There are usually two kinds of assets – appreciating and depreciating assets. While investments such as stocks, bonds etc. fall into the former category, the purchases like a house and car belong to the latter category. Knowing how an asset depreciates plays a vital role in buying decisions. The SLN formula in Google Sheets employs a straight line method of calculating the depreciation an asset undergoes over a period of time. It considers three different input values as explained in below.
SLN(cost, salvage, life)
- cost – is the initial acquisition price of the asset.
- salvage – is the value of the asset at the end of depreciation. It can be thought of as the resale value after a certain depreciating period.
- life – is the number of periods the asset keeps depreciating for.
Usage: SLN formula in Google Sheets
The syntax of this formula is relatively simple when compared to other myriad financial formulas that Google Sheets is packed with. Nevertheless, we will try and practice this on the Google Sheets application to understand it better. Please have a look at the following image.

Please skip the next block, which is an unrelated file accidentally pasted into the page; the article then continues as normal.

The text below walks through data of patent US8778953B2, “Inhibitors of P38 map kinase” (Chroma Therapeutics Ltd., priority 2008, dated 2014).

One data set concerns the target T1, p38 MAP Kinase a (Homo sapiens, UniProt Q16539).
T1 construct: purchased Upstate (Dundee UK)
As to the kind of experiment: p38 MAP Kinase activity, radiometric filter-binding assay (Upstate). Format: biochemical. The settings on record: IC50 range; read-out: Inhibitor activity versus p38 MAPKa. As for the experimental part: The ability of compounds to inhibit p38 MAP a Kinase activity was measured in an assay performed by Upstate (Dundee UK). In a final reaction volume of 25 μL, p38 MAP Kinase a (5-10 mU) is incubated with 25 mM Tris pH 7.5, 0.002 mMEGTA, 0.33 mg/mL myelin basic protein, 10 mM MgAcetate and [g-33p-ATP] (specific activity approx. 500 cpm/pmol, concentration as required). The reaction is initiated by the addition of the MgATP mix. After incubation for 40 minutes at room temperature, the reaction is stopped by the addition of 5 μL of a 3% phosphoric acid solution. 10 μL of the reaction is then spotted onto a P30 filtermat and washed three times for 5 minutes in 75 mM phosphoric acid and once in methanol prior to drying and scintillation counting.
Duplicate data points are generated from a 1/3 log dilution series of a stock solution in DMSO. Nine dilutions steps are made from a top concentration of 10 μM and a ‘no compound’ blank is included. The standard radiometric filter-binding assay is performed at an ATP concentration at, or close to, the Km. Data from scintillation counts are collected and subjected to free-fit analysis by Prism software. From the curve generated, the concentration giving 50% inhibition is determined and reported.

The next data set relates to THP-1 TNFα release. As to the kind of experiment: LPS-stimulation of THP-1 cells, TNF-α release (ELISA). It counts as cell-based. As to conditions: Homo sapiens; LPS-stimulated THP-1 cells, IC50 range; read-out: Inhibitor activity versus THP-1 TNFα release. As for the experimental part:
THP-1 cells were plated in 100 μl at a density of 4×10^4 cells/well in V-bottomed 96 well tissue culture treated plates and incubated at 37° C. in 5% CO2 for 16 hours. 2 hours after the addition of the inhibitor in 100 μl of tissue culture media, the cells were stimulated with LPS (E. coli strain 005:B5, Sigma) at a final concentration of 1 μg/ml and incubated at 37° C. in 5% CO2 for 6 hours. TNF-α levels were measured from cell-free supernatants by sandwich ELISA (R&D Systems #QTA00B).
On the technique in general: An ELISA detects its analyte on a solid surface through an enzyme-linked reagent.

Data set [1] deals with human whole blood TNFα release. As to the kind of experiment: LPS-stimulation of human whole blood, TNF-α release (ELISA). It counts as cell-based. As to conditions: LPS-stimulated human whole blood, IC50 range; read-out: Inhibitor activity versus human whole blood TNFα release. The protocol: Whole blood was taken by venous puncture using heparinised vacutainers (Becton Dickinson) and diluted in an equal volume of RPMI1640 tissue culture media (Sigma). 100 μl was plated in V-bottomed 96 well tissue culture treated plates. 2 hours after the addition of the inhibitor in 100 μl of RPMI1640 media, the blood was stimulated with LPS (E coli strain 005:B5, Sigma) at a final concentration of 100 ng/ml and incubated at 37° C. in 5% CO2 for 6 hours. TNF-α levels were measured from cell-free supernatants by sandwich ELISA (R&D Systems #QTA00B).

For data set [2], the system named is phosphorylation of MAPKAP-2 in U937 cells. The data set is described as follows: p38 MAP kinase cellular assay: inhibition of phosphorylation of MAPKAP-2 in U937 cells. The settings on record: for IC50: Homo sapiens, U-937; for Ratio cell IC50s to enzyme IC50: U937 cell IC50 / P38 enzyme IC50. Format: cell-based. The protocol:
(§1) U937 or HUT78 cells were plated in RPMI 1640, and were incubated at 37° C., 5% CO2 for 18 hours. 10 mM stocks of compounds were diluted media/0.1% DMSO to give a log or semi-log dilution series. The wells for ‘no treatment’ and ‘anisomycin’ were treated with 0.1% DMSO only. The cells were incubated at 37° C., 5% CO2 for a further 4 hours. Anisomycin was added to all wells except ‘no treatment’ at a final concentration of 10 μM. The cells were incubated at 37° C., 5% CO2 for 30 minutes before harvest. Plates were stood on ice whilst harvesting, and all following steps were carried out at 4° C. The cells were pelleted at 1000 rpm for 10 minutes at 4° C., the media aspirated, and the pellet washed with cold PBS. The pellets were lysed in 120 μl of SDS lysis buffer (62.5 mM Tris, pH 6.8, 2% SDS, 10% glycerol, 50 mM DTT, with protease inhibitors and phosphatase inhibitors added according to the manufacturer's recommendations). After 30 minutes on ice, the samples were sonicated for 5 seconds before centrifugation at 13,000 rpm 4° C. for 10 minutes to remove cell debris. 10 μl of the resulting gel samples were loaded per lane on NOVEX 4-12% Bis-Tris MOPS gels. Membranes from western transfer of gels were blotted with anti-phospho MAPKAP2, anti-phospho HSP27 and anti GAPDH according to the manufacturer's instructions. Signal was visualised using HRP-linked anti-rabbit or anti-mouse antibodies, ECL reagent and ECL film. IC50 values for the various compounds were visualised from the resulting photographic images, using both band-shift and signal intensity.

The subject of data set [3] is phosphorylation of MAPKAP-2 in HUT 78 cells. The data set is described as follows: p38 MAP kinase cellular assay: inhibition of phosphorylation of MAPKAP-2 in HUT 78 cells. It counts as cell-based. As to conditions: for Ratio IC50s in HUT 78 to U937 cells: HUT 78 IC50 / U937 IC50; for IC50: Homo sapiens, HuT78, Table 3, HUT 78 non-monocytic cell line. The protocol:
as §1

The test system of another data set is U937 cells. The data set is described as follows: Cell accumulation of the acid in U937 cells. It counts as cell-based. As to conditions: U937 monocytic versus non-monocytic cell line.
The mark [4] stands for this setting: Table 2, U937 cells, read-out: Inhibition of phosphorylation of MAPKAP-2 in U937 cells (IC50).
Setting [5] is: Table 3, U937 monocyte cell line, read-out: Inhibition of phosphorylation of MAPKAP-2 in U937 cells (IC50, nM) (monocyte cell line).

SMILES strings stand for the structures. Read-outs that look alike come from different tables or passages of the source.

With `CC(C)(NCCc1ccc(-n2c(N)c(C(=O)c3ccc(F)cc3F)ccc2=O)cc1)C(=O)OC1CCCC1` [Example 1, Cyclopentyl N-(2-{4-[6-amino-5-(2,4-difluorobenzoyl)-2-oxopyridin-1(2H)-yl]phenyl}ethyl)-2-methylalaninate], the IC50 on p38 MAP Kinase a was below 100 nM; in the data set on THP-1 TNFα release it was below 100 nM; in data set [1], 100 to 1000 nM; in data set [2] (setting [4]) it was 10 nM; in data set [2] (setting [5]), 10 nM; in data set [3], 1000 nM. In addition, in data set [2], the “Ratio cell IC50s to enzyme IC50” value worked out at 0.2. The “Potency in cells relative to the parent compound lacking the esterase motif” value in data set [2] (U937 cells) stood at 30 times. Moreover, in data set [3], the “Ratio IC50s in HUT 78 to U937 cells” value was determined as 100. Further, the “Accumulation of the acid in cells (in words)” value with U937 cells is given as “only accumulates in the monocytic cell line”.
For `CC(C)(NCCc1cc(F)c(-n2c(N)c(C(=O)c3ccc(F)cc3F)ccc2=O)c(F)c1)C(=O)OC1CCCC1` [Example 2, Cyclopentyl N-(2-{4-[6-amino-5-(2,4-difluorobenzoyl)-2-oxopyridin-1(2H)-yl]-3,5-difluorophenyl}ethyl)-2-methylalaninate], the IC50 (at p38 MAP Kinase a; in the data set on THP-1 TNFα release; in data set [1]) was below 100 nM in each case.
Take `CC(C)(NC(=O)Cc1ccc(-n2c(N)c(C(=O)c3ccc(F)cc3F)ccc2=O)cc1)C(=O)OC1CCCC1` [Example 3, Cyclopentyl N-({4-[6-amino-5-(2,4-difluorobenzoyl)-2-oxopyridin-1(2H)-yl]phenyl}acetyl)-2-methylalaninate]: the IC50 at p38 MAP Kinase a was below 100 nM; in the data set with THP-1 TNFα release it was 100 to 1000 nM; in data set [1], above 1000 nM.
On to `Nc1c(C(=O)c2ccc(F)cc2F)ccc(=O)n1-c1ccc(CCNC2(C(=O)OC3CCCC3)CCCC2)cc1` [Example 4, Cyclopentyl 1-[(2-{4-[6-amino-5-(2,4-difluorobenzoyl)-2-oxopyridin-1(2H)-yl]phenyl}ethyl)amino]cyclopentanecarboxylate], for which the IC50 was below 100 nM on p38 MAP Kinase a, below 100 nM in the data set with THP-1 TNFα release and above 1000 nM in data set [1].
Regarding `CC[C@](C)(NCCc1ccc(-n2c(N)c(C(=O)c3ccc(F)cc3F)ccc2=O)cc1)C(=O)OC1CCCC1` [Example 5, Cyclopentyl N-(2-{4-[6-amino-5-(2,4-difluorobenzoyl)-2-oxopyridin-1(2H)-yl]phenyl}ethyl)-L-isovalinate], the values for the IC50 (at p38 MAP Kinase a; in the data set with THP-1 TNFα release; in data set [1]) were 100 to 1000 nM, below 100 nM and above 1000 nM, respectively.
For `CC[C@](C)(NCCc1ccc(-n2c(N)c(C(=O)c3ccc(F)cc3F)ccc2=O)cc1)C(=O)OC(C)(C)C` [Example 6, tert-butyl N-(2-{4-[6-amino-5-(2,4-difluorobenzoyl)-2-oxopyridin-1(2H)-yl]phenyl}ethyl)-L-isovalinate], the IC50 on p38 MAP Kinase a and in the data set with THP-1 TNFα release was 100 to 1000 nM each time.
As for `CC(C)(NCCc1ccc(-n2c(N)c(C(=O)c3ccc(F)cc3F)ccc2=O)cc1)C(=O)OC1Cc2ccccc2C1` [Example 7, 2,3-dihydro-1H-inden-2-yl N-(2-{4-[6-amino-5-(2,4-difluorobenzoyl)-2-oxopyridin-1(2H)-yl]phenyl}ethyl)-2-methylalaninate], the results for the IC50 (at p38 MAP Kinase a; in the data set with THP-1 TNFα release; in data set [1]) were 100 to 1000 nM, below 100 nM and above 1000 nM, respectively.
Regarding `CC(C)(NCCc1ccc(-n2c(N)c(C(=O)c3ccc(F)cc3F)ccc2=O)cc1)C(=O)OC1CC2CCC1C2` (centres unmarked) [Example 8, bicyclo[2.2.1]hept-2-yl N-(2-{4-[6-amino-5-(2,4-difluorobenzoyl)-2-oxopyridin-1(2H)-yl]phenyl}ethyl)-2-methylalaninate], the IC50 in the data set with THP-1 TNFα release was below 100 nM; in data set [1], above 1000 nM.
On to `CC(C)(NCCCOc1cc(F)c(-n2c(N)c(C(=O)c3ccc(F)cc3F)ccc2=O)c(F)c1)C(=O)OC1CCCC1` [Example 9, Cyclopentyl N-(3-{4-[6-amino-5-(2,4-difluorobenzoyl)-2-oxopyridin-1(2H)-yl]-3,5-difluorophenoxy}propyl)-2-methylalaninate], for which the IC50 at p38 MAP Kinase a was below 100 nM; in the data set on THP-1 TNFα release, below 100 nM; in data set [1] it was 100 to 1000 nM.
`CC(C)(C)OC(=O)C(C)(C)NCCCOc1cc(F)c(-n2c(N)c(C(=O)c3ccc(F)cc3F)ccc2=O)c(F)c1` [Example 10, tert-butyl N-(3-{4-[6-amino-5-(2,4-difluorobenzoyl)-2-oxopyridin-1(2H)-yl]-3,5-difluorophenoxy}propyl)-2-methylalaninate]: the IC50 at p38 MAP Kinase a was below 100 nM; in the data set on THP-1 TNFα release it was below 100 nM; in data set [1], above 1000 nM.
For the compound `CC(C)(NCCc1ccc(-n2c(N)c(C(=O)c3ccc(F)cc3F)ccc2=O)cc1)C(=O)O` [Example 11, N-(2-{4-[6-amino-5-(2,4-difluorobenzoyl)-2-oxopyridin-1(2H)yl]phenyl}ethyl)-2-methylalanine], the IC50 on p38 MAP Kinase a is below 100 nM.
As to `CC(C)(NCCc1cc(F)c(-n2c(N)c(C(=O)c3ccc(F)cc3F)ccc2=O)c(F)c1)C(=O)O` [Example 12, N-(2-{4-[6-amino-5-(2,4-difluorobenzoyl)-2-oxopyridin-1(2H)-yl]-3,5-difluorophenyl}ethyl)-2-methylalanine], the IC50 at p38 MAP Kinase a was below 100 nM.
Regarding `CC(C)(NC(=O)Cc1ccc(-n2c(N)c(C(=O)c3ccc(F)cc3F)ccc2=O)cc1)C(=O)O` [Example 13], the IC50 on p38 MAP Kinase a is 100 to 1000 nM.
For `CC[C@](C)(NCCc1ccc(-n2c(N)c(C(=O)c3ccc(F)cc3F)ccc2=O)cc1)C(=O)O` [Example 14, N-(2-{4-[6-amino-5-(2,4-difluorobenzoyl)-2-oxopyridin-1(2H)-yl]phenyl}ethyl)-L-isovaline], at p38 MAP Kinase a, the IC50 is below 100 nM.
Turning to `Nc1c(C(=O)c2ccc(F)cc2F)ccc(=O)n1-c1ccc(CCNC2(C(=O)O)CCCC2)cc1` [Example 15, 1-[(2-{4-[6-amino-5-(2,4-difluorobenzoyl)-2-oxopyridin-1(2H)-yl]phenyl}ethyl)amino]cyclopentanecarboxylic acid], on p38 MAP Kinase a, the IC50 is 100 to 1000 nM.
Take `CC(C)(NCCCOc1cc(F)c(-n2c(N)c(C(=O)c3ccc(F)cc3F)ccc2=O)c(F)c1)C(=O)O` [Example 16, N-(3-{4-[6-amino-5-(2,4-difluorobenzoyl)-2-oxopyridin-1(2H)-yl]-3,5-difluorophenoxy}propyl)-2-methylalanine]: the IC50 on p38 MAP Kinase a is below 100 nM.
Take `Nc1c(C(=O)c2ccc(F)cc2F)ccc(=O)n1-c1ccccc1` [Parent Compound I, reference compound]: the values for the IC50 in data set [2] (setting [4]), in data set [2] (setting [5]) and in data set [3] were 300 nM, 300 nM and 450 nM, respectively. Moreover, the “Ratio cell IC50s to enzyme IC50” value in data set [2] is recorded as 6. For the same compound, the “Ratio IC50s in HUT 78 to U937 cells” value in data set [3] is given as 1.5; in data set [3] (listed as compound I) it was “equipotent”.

As with the other formulas in Google Sheets, we can either use direct numeric values for the input parameters of the SLN formula. We demonstrated this in the first example. Or we could also use the cell references as is the case with the second example.
If we try and analyze the working of this formula, it is probably very straightforward as to how the formula works. As indicated in the first paragraph, this formula uses straight-line method to calculate the depreciation amount. For ease of our understanding, if we were to assign a variable letter to each input as below:
- D = depreciation amount per period
- C = Initial acquisition cost
- S = salvage value of the asset at the end of its life
- L = number of periods
The SLN formula should be evaluating the output values using the following equation:
D = (C – S) / L
And there you go! Use the SLN formula in Google Sheets to calculate the depreciation an asset undergoes over a period of time.
If you’d like to learn more about the various formulas of Google Sheets, why not take a look at our blog posts on the DISC formula in Google Sheets and RATE formula in Google Sheets.
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